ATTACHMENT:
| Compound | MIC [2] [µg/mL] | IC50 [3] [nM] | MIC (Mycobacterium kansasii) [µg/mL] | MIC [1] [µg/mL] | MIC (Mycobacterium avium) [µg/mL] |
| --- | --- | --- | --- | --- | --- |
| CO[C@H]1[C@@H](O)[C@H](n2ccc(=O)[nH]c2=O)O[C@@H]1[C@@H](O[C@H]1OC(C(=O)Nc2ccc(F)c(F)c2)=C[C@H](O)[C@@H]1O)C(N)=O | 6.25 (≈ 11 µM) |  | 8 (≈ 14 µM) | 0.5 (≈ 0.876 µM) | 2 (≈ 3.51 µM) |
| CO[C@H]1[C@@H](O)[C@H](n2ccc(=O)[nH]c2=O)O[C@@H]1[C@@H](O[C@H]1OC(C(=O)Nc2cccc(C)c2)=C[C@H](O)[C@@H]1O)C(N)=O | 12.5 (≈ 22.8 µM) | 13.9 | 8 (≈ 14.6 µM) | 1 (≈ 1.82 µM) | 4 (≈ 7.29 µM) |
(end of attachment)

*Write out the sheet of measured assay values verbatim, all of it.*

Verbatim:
| Compound | MIC [2] [µg/mL] | IC50 [3] [nM] | MIC (Mycobacterium kansasii) [µg/mL] | MIC [1] [µg/mL] | MIC (Mycobacterium avium) [µg/mL] |
| --- | --- | --- | --- | --- | --- |
| CO[C@H]1[C@@H](O)[C@H](n2ccc(=O)[nH]c2=O)O[C@@H]1[C@@H](O[C@H]1OC(C(=O)Nc2ccc(F)c(F)c2)=C[C@H](O)[C@@H]1O)C(N)=O | 6.25 (≈ 11 µM) |  | 8 (≈ 14 µM) | 0.5 (≈ 0.876 µM) | 2 (≈ 3.51 µM) |
| CO[C@H]1[C@@H](O)[C@H](n2ccc(=O)[nH]c2=O)O[C@@H]1[C@@H](O[C@H]1OC(C(=O)Nc2cccc(C)c2)=C[C@H](O)[C@@H]1O)C(N)=O | 12.5 (≈ 22.8 µM) | 13.9 | 8 (≈ 14.6 µM) | 1 (≈ 1.82 µM) | 4 (≈ 7.29 µM) |